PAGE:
Back to all publications
Sep 12, 2018

Sunny Day for Lenders: ClearFlow Energy Appeal Successful

By Jonathan Yantzi

Lenders can breathe a sigh of relief: the use of formulas to express annual interest rates can satisfy Section 4 of the Interest Act (Canada).1

The Court of Appeal for Ontario (the “Court”), in reasons written by Justice Sharpe,2 allowed an appeal of a surprising decision by the Superior Court of Justice,3 which held that a common loan agreement interest rate provision contravened Section 4.

Section 4 requires that any written agreement for the payment of interest at a rate or percentage per day, week, month or any period less than one year contain an express statement of the yearly rate or percentage of interest to which the other rate or percentage is equivalent. Justice Sharpe held that an annualizing formula in a loan agreement between borrower Solar Power Network Inc. (“Solar”) and lender ClearFlow Energy Finance Corp. (“ClearFlow”) met this requirement.

We noted in our earlier comment that the Superior Court decision could make Canada look like a difficult place to do business. In the Superior Court decision, the lower court held that the inclusion of the conversion formula did not satisfy the requirement in Section 4 for an “express statement of the yearly rate or percentage of interest to which the other rate or percentage is equivalent” required by Section 4. The interest rate payable under the loan documents was reduced from 12%, plus the discount fee, to 5%.

In overturning the lower court’s decision, Justice Sharpe found that disallowing annualizing formulas “could cause significant mischief in international commercial arrangements.”4 While acknowledging the consumer protection purpose of Section 4, Justice Sharpe referred to case law that accepted the use of formulas more complex and less informative than the formula in the ClearFlow loan agreement. He held that modern commercial reality must inform interpretation of Section 4.

The appeal decision addressed the application judge’s conclusion that the loan agreement annualizing formula did not calculate compound interest. The interest fee at issue, called the “discount fee,” was payable on the due date of the loan and every day thereafter until the loan was repaid. Justice Sharpe noted that the provisions of the loan agreement required Solar Power to request and ClearFlow agree to extend the term of the loan. It followed that the parties could not have known whether the discount fee would ever compound. Justice Sharpe held that, in this circumstance, stating an equivalent nominal rate was sufficient for the purposes of Section 4.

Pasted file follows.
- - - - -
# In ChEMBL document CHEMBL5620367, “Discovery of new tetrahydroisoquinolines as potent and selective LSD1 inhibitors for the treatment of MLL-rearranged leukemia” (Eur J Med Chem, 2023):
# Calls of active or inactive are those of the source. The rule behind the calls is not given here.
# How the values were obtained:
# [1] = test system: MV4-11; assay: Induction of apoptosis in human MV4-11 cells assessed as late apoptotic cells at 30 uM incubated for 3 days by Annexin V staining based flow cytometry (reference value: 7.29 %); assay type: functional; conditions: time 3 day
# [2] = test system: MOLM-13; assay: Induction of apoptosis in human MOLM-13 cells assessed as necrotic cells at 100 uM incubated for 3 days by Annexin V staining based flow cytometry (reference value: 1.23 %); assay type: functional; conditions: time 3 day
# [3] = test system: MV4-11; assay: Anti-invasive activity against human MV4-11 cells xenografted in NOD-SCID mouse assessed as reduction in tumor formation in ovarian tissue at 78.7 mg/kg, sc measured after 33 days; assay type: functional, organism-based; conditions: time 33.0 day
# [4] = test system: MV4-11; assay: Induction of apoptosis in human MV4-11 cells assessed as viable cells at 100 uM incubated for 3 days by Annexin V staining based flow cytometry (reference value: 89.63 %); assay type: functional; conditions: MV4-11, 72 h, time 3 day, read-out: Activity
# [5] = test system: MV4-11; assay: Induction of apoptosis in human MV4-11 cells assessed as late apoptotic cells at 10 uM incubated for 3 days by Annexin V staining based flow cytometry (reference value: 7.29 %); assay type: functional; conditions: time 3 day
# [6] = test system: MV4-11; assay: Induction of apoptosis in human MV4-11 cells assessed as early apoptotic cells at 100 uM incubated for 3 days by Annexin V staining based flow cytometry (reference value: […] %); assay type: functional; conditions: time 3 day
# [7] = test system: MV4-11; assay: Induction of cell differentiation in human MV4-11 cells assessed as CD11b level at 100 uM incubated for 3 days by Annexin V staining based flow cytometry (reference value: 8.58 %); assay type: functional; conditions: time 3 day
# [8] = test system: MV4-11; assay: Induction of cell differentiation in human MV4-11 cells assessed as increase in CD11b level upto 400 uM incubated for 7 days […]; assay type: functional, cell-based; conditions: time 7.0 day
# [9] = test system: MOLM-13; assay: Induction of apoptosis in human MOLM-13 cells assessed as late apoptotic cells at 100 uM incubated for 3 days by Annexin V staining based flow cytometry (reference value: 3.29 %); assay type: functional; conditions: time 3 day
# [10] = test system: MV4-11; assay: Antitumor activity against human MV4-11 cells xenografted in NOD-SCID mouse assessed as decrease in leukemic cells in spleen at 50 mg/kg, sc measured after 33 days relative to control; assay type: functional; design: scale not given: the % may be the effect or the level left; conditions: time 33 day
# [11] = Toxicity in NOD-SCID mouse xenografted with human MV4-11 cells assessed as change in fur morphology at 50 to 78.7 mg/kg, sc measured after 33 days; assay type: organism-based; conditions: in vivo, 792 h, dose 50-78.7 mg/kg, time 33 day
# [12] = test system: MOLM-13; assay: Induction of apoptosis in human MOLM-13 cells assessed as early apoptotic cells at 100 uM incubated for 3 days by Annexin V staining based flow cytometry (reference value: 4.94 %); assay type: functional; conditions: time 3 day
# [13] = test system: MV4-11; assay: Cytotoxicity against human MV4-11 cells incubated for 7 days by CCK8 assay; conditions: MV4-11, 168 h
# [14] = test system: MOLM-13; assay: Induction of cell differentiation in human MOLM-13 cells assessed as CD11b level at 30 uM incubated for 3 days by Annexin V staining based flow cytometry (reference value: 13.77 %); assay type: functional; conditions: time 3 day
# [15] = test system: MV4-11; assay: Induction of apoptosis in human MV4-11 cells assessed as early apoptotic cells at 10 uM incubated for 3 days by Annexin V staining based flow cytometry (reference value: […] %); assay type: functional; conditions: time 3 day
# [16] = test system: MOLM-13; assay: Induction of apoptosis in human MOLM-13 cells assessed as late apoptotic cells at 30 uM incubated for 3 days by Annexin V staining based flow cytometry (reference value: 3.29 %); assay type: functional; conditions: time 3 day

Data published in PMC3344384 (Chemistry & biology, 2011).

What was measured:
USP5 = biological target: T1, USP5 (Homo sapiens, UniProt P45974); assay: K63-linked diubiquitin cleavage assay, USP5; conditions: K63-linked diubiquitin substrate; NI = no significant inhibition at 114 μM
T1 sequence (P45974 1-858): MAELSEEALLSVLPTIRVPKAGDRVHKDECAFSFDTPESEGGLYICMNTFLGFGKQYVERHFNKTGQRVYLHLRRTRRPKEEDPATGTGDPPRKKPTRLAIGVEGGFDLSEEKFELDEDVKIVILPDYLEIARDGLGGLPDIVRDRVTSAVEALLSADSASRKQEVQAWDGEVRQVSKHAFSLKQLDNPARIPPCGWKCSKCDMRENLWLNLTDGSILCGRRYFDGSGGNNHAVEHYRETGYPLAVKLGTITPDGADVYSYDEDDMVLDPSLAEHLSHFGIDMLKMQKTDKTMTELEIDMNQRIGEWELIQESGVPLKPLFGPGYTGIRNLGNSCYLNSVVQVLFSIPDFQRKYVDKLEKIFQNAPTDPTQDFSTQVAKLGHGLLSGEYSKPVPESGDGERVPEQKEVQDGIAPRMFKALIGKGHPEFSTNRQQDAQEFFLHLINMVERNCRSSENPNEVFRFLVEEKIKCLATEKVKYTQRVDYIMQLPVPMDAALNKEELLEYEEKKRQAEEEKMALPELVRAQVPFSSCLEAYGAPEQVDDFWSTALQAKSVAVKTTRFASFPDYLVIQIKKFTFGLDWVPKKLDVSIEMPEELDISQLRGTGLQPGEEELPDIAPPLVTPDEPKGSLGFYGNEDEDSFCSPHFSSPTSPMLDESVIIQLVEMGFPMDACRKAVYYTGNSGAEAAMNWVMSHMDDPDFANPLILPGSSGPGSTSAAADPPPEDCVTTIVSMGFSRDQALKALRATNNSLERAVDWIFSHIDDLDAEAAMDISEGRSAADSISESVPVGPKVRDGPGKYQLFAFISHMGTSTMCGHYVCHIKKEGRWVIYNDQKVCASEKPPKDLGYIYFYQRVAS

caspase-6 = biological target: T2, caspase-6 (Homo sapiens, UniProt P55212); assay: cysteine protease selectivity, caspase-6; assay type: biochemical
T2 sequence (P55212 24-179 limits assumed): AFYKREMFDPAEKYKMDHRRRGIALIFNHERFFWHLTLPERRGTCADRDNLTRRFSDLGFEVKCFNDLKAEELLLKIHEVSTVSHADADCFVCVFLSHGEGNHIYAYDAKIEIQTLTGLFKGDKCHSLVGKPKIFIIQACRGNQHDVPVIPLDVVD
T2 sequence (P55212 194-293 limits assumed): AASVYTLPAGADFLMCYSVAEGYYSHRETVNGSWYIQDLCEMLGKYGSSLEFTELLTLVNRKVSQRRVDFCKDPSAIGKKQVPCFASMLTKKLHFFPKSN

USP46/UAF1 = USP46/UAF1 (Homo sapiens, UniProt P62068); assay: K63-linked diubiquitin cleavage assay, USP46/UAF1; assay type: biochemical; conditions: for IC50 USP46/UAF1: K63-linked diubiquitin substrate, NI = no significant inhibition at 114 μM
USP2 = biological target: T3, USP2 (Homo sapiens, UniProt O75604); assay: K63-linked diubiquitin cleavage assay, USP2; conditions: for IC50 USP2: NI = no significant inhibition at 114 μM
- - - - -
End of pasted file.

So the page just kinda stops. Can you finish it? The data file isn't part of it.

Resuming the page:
The Court also found that only interest payable on the non-compliant interest provision should be limited to 5%. The promissory notes between Solar Power and ClearFlow did not contain the annualizing formula found in the loan agreement, so were found to be in contravention of Section 4. Whereas the Superior Court decision had reduced all interest, including the base rate of interest of 12% or 24%, to 5%, citing Section 4, the Court disagreed with this analysis. Justice Sharpe found that limiting all interest to 5% would result in a substantial windfall to Solar Power and that reducing only the non-compliant rate took into account ClearFlow’s legitimate expectations. This interpretation meant that Section 4 had no effect on the promissory notes, as the offending fee was already less than 5% when annualized.

This successful appeal greatly reduces the uncertainty caused by the lower court’s January decision. Nevertheless, lenders should continue to exercise caution when they use formulas to express annual interest rates, to ensure that the borrower clearly understands its obligations and that the interest rate provisions of loan agreements adhere to Section 4 requirements.

The Financial Services Group at Aird & Berlis can advise lenders on their obligations under the Interest Act. Details can be found on our Financial Services web page.

1 RSC, 1985, c I-15.

2 Solar Power Network Inc. v ClearFlow Energy Finance Corp., 2018 ONCA 727.

3 Solar Power Network Inc. v ClearFlow Energy Corp., 2018 ONSC 7286.

4 Solar Power Network Inc. v ClearFlow Energy Finance Corp., 2018 ONCA 727 at para 53.

Areas of Expertise

Related Publications

Publications Article
COVID-19 Travel Restrictions and Tax Residency Relief By Louise R. Summerhill and Jesse L. Waslowski May 22, 2020 On May 19, the Canada Revenue Agency released guidance respecting potential unexpected tax reside... On May 19, the Canada Revenue Agency released guidance respecting potential unexpected tax residency consequences resulting from the travel restrictions around COVID-19.
Publications Article
Tax Limitation and Appeal Periods Extended By Louise R. Summerhill, Josh Kumar and Jesse L. Waslowski May 22, 2020 As part of the government’s ongoing response to the pandemic, draft legislation was proposed on M... As part of the government’s ongoing response to the pandemic, draft legislation was proposed on May 19, 2020, to extend limitation periods and appeal deadlines related to tax reassessments and disputes. Similarly, the Tax Court of Canada further extended its closure period.
Publications Article
Rent Relief Update #2- The Canada Emergency Commercial Rent Assistance Program By Kenneth Pimentel, Monty Warsh, Marco Gammone and Faruk Gafic May 21, 2020 By way of update to our latest publication entitled “Rent Relief Update – The Canada Emergency Co... By way of update to our latest publication entitled “Rent Relief Update – The Canada Emergency Commercial Rent Assistance Program,” the Canada Mortgage and Housing Corporation has released an updated publication that provides further clarification on the details of CECRA and tem...